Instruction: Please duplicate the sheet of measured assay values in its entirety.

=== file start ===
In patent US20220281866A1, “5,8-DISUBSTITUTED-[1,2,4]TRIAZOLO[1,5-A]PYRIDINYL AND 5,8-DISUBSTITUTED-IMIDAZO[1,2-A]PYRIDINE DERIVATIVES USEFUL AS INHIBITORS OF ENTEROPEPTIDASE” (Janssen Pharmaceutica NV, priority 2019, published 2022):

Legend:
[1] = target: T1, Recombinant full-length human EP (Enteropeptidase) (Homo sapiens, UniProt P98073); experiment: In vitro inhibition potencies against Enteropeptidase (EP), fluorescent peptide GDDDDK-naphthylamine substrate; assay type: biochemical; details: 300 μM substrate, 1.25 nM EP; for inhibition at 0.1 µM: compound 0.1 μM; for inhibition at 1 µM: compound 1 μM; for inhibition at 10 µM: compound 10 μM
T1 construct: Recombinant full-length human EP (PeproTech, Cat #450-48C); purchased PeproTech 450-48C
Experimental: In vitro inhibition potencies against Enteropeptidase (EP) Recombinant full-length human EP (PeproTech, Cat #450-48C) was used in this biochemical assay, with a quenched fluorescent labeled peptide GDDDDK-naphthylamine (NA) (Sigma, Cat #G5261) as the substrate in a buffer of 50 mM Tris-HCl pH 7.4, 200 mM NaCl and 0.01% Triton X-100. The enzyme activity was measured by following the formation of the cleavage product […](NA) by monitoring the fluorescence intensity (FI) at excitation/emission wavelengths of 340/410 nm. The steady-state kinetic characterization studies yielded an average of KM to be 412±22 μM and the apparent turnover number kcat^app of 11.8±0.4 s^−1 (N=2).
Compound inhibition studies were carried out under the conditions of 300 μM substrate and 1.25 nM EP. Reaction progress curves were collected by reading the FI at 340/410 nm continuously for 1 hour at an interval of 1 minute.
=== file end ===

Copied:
In patent US20220281866A1, “5,8-DISUBSTITUTED-[1,2,4]TRIAZOLO[1,5-A]PYRIDINYL AND 5,8-DISUBSTITUTED-IMIDAZO[1,2-A]PYRIDINE DERIVATIVES USEFUL AS INHIBITORS OF ENTEROPEPTIDASE” (Janssen Pharmaceutica NV, priority 2019, published 2022):

Legend:
[1] = target: T1, Recombinant full-length human EP (Enteropeptidase) (Homo sapiens, UniProt P98073); experiment: In vitro inhibition potencies against Enteropeptidase (EP), fluorescent peptide GDDDDK-naphthylamine substrate; assay type: biochemical; details: 300 μM substrate, 1.25 nM EP; for inhibition at 0.1 µM: compound 0.1 μM; for inhibition at 1 µM: compound 1 μM; for inhibition at 10 µM: compound 10 μM
T1 construct: Recombinant full-length human EP (PeproTech, Cat #450-48C); purchased PeproTech 450-48C
Experimental: In vitro inhibition potencies against Enteropeptidase (EP) Recombinant full-length human EP (PeproTech, Cat #450-48C) was used in this biochemical assay, with a quenched fluorescent labeled peptide GDDDDK-naphthylamine (NA) (Sigma, Cat #G5261) as the substrate in a buffer of 50 mM Tris-HCl pH 7.4, 200 mM NaCl and 0.01% Triton X-100. The enzyme activity was measured by following the formation of the cleavage product […](NA) by monitoring the fluorescence intensity (FI) at excitation/emission wavelengths of 340/410 nm. The steady-state kinetic characterization studies yielded an average of KM to be 412±22 μM and the apparent turnover number kcat^app of 11.8±0.4 s^−1 (N=2).
Compound inhibition studies were carried out under the conditions of 300 μM substrate and 1.25 nM EP. Reaction progress curves were collected by reading the FI at 340/410 nm continuously for 1 hour at an interval of 1 minute.